“And now for something completely different.” – Monty Python
When one has written quarterly commentaries such as these for nearly two decades, there comes a point at which you feel like you are repeating yourself. But then a quarter like this one comes along, and it seems like simply turning the previous commentary inside out would suffice. While it may not be apparent from reading the headlines, or listening to the talking heads on CNBC, the third quarter of 2016 provides an example of why market timing is difficult, and why owning a diversified portfolio is important. It is also an example of why those writing market commentaries cannot simply cut and paste from the previous quarter’s missive.
To demonstrate the Freaky Friday nature of third quarter market performance, we need look no further than the performance of the individual sectors of the U.S. stock market. In the second quarter, the best performing sectors of the U.S. stock market were the Utility and Telecom sectors. In the third quarter, these were the worst performing sectors at -5.9% and -5.6% respectively. In the second quarter, Financial and Technology stocks were the laggards. In the third quarter, these were the best performing sectors, up 4.6% and 12.9% respectively. In the second quarter, U.S. stocks outperformed foreign stocks. In the third quarter, foreign stocks (MSCI EAFE) were up 6.43% and U.S. stocks (S&P 500) were up 3.85%. After starting the year off strongly, Commodities and REITs both declined in the third quarter. U.S. Small Cap stocks were one of the few market segments that did not completely change course; they performed better than U.S. Large Cap stocks in the second quarter, and this outperformance accelerated in the third quarter. With strong returns of 9.04% in the third quarter, the Russell 2000 Index is now up 11.46% year-to-date.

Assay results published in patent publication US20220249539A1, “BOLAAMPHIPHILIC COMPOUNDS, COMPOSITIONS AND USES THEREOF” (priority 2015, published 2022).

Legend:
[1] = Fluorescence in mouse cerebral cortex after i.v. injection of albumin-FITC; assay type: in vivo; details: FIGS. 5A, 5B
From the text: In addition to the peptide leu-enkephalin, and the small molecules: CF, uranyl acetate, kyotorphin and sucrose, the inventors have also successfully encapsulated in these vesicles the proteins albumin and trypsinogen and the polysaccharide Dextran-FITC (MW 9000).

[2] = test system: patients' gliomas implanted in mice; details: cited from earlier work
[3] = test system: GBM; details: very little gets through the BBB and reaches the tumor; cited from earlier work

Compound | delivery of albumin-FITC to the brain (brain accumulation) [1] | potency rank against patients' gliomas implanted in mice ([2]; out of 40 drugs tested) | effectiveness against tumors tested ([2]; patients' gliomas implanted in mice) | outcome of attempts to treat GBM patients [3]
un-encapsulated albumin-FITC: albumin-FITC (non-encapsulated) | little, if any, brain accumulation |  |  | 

Fixed income markets did not undergo the complete reversal that much of the equity market seemed to experience in the third quarter. However, U.S. fixed income markets behaved in a way that might seem just as puzzling. Despite the continued reluctance of the Federal Reserve to raise short term interest rates, the bond market still experienced a bit of a bearish quarter. Fixed income markets were influenced by the continued flattening of the U.S. Treasury yield curve. Long rates stayed fairly stable, with the 30-year Treasury closing the quarter at 2.32%, up from 2.30% at the beginning of the quarter. At the 10-year point of the curve, rates closed at 1.60%, up from 1.49% on June 30th. And short-term rates rose most of all, with the one-year Treasury closing the quarter at 0.59% after starting the quarter at 0.45%.
As we enter the fourth quarter, the Monty Python quote above seems even more apropos. We will cross the finish line of an election that, to date, has been unlike any other in this writer’s lifetime, with a global interest rate environment still near record setting lows, all while awaiting the next move from central bankers. One thing of which we can be reasonably certain: there will be something interesting to write about next quarter.